When it comes to digital marketing, Facebook and Instagram may monopolize our budgets and time — but there is more that marketers can focus on.
In early October, Facebook (parent company now called Meta) and their other platforms, Instagram, Oculus, and WhatsApp, went down for over six hours. Yes, individuals and businesses could access Twitter, LinkedIn, email, Slack, Zoom, or TikTok to connect with their communities. But let’s be frank — people used a few of those platforms to whine about Facebook being down.
Some marketers wanted to go back to business as usual, hoping to put the outage in their rearview mirror. But others saw the risks of relying on one platform or company too much. That day made some marketers, including myself, admit what we already knew on some level: we deeply rely on these two platforms to connect with consumers.
As a digital marketer for the past 12 years, I know better.
If all of your eggs are in one basket, then you are not able to connect with your customers when something goes wrong (like a half-day long outage, or rampant misinformation souring a platform’s users).
As marketers, we don’t “own” access to our customers on these platforms; we are renting this space from Mark Zuckerburg (or from the owners of Twitter, TikTok, etc.).
At the same time as the outage, articles based on internal Facebook documents were released through national news outlets — documents showing how Facebook’s own reports demonstrated that Instagram negatively impacts teenage girls’ mental health, and yet the company did little to nothing to combat this until very recently.
A few weeks later, more internal files were shared. Dubbed the Facebook Papers, these internal reports revealed their awareness of the depth of the misinformation, radicalization, and enabling (to put it nicely) their platforms promote. And, on top of that, they showed that Facebook knows how to fix it, yet has chosen profits over their customers time and time again.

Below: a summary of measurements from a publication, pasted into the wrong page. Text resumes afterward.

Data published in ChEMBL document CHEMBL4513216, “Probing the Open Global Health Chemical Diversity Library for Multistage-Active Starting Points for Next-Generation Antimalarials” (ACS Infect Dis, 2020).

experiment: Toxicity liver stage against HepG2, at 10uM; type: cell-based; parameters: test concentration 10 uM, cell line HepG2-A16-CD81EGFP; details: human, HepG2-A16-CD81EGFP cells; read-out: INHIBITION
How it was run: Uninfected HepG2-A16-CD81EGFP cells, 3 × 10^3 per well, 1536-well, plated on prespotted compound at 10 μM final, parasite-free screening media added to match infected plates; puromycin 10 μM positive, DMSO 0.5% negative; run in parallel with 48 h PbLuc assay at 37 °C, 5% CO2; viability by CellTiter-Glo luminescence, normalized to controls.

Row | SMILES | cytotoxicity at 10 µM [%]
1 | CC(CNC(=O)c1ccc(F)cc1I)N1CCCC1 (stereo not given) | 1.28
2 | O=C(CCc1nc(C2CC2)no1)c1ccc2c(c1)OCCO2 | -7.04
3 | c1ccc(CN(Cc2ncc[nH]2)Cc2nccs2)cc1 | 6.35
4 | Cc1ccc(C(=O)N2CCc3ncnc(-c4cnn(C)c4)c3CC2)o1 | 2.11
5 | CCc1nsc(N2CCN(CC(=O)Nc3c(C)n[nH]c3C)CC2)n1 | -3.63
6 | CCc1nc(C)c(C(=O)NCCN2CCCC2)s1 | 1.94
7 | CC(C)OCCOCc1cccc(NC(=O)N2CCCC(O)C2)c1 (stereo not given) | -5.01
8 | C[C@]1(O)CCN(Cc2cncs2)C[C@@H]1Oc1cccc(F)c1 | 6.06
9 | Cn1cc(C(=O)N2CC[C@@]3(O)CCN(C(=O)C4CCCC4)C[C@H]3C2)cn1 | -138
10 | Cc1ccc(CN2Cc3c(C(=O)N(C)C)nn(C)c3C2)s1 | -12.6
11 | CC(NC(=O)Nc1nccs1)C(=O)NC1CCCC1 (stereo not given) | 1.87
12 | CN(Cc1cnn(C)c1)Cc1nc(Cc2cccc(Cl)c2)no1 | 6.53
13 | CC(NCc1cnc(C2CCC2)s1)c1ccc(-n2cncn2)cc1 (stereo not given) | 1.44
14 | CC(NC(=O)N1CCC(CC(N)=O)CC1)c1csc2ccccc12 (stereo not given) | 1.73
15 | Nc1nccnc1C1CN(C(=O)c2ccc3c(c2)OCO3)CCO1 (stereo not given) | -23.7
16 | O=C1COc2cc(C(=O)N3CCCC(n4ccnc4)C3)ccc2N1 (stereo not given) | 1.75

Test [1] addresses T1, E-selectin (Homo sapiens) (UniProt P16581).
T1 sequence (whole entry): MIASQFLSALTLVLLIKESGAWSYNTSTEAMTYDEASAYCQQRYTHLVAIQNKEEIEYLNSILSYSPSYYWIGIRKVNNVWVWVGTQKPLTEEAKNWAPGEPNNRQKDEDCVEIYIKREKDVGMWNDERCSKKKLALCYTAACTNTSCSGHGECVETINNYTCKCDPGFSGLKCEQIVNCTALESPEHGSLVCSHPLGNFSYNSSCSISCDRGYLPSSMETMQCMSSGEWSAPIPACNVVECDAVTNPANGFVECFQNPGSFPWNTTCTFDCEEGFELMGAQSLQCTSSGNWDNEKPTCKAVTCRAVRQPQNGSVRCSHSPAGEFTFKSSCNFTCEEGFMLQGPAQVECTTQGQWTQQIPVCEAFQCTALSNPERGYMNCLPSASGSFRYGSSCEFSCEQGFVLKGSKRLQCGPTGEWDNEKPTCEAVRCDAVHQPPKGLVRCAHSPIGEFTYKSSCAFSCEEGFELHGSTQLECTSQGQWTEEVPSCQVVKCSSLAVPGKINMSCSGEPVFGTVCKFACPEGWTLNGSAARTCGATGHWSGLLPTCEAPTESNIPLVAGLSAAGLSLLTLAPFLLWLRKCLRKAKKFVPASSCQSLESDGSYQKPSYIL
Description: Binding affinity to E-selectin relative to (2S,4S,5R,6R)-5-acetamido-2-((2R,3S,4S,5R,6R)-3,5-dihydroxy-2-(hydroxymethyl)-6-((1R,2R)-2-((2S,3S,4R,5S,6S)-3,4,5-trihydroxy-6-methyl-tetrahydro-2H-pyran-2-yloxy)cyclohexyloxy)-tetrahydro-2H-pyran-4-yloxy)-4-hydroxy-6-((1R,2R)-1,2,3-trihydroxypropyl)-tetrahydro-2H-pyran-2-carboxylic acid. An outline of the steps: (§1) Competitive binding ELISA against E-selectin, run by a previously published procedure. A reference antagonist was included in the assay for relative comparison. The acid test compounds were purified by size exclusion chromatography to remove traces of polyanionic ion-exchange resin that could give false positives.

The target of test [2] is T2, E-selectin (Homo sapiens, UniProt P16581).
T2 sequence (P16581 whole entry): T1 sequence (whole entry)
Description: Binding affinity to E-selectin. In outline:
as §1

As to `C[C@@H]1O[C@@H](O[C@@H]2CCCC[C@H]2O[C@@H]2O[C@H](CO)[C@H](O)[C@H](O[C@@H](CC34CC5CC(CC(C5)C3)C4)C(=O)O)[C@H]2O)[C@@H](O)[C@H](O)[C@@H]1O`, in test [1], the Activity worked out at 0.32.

Read more from The Press Democrat (“People or profit? Facebook Papers show deep conflict within”) and the Washington Post (“Five points for anger, one for a ‘like’: How Facebook’s formula fostered rage and misinformation”) to get a better picture of the sheer magnitude of this dangerous problem.
Moving forward, there is no easy solution to these problems on Facebook.
Connecting through Facebook
Even so, the connections that are created and sustained through these social platforms are real. I met my husband and many friends through these apps, and I have continued to shout to the rooftops the importance of interpersonal relationships in social media marketing.
The North Bay area has developed an additional dependence on social media since 2017: using it as a tool for businesses and individuals to let others know if they are safe. Facebook groups can provide details on shelters, missing pets, and the ways others can provide aid. Sarah Stierch (a freelance writer who has written for Sonoma Magazine, among many others) has a Twitter account that provides more factual information about fires than the majority of news outlets in the area.
Our relationship with social media often feels like a double-edged sword. It brings us together through shared experiences and interests, but it also has the potential to spread hatred and lies with astonishing speed.